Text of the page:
A new report on the unlicensed “white spaces” of the electro-magnetic spectrum makes a point that broadcasters and property-rights ideologues have trouble acknowledging that using spectrum as a commons can be tremendously productive. It can serve important social needs and generate wealth more efficiently than if the spectrum is controlled by companies with exclusive property rights in it. That’s the basic conclusion of Pierre de Vries of the New America Foundation in his working paper, “ Populating the Vacant Channels.” De Vries is a Senior Fellow at the Annenberg School for Communications and formerly a technology policy expert at Microsoft.
Here’s why spectrum can and should be used as a commons: When broadcasters complete their transition from analog to digital transmission, there will enormous “white spaces” in the spectrum that will be available. Some of this white space consists of “guard bands,” or empty space between adjacent broadcast channels, which were originally intended to prevent signal interference. But digital technologies now make it much easier to avoid signal interference.
There is also unused white space in the spectrum because of uneven population distribution around the country. On average nationwide, only 23 percent of the spectrum allocated for TV channels 14-51 is actually used. The remaining spectrum band is essentially vacant! This happens in rural areas, for example, because there aren’t enough viewers and advertisers to support a full set of channels. But even in urban areas, the vacant channels and guard spaces leave significant white space.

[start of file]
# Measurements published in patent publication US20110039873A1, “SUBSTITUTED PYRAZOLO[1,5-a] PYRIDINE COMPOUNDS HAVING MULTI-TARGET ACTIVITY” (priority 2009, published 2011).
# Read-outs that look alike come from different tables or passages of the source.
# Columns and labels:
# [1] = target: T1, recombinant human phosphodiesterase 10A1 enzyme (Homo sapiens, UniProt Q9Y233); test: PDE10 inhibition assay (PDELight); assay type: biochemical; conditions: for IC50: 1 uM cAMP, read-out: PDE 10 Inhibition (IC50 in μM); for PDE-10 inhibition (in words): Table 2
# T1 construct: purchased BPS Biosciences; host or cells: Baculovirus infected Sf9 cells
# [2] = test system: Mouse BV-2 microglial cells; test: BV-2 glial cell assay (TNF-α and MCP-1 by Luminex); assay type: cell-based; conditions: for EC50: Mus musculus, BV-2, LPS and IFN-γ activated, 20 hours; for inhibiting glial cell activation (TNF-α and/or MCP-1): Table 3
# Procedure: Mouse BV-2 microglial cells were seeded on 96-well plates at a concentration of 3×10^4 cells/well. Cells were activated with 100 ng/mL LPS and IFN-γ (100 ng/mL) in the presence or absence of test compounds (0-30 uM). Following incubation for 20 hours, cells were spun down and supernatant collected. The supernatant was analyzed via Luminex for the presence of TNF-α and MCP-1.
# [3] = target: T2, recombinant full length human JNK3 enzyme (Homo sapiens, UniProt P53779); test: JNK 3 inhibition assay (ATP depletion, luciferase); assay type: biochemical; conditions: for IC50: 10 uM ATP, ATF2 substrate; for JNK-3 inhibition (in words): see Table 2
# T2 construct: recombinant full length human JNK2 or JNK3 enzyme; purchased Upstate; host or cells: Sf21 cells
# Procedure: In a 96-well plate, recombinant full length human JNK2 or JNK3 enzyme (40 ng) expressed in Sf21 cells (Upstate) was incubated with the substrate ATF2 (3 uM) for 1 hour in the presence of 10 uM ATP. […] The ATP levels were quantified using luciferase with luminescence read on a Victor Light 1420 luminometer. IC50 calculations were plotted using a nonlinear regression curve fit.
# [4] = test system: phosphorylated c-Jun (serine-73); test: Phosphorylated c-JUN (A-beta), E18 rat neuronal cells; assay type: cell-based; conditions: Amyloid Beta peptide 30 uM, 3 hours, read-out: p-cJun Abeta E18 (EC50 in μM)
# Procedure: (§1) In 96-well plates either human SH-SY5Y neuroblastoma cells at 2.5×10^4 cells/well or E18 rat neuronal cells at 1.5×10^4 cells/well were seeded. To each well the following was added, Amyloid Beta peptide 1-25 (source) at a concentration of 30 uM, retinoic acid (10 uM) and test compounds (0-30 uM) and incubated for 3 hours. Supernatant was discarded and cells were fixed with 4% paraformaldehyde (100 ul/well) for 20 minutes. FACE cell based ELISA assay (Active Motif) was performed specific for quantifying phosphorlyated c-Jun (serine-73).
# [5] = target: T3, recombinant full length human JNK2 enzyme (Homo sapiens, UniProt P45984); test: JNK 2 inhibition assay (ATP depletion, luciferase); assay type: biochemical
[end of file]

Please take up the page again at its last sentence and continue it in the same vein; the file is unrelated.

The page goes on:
So if spectrum is a vastly under-used resource that we, the public own, why shouldn’t we get a fuller benefit from the white spaces available? That’s precisely the point of de Vries’ report, which urges Congress to require the FCC to allow unlicensed use of the digital TV spectrum.
He argues that there will always be vacant channels in the digital TV bands, and that they are usable without harmful interference to TV reception. Moreover, the best way to use this resource is to make it available as unlicensed spectrum. That means that no broadcaster or other corporation could receive an FCC license giving it exclusive control over the spectrum. It would be shared by many companies and individuals simultaneously, much as we share the transmission capacities of the Internet. “I consider an unlicensed band to be a ‘managed commons’ owned and supervised by the government, rather than property owned in common by all users,” writes de Vries.
The white space should be managed as a commons because it can be a tremendously hospitable environment for spurring innovation, competition from newcomers, and socially equitable access. Unlicensed spectrum is the critical resource used by WiFi networks, local area networks and Bluetooth devices. Since the 2.4 GHz ISM band was opened up to anyone (it was once known as the “junk bands”), WiFi technology has become a standard feature of laptop computers. It has enabled the consumer electronics industry to incorporate wireless features into cameras, toys and other devices. It has been a critical resource for Internet voice services and mesh networks. If the spectrum in this less-desirable sector of the band had been auctioned off and enclosed in property rights, it’s unlikely that this explosion of innovation would have occurred.
The fallacy of traditional licensing policy is that exclusive property rights are the only way to create a market and reap its benefits. But here is a powerful example of how a managed commons can stimulate market activity. It’s just that it’s not a market of broadcasters per se, but of device manufacturers and alternative transmission uses (WiFi, etc.). The larger lesson I draw: allow a protected commons to flourish and you will unleash a more robust, innovative and socially equitable market.